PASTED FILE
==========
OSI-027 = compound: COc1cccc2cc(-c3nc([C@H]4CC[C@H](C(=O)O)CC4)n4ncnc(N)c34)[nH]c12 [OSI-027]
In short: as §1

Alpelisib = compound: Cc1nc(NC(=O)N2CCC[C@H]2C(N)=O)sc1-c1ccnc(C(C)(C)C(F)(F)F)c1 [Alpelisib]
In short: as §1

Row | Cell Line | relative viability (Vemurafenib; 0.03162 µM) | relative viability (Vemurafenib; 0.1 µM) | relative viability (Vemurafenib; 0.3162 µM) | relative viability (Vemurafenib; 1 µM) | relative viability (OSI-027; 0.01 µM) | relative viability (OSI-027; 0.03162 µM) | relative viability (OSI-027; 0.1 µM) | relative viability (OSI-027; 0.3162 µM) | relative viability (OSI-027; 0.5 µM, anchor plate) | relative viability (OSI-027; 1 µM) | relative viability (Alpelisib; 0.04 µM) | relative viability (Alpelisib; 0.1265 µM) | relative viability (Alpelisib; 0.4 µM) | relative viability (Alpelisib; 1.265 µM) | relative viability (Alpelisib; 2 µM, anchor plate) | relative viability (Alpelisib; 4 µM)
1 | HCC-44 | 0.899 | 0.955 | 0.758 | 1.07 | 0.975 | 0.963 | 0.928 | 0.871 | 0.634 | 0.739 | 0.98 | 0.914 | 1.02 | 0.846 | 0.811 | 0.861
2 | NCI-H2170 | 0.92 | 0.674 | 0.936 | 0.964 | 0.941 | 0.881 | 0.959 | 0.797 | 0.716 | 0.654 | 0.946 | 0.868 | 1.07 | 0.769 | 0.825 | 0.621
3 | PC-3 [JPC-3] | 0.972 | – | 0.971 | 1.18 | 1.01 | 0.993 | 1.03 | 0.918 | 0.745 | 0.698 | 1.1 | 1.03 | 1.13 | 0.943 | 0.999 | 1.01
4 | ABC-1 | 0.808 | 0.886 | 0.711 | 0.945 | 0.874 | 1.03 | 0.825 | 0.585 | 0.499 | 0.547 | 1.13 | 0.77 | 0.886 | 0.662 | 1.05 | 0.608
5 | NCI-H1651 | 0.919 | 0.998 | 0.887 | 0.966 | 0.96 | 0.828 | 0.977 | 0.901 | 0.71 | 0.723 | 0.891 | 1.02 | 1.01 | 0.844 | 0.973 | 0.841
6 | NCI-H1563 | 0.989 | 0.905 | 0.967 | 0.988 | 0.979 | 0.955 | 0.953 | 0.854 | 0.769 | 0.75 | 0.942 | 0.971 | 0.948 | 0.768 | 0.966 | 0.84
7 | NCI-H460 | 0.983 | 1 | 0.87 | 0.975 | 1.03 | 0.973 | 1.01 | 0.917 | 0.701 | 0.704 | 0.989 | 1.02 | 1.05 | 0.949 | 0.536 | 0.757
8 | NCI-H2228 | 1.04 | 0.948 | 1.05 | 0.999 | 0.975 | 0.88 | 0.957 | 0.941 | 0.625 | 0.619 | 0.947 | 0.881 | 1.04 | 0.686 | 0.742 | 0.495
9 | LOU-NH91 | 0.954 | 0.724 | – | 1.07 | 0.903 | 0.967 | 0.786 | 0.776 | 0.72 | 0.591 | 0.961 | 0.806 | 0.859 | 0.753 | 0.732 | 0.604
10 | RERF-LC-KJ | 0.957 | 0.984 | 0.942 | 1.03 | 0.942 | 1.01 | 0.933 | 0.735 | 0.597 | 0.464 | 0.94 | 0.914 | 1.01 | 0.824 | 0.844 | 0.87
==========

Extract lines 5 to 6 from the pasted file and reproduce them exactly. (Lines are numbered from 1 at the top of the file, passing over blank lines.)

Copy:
Row | Cell Line | relative viability (Vemurafenib; 0.03162 µM) | relative viability (Vemurafenib; 0.1 µM) | relative viability (Vemurafenib; 0.3162 µM) | relative viability (Vemurafenib; 1 µM) | relative viability (OSI-027; 0.01 µM) | relative viability (OSI-027; 0.03162 µM) | relative viability (OSI-027; 0.1 µM) | relative viability (OSI-027; 0.3162 µM) | relative viability (OSI-027; 0.5 µM, anchor plate) | relative viability (OSI-027; 1 µM) | relative viability (Alpelisib; 0.04 µM) | relative viability (Alpelisib; 0.1265 µM) | relative viability (Alpelisib; 0.4 µM) | relative viability (Alpelisib; 1.265 µM) | relative viability (Alpelisib; 2 µM, anchor plate) | relative viability (Alpelisib; 4 µM)
1 | HCC-44 | 0.899 | 0.955 | 0.758 | 1.07 | 0.975 | 0.963 | 0.928 | 0.871 | 0.634 | 0.739 | 0.98 | 0.914 | 1.02 | 0.846 | 0.811 | 0.861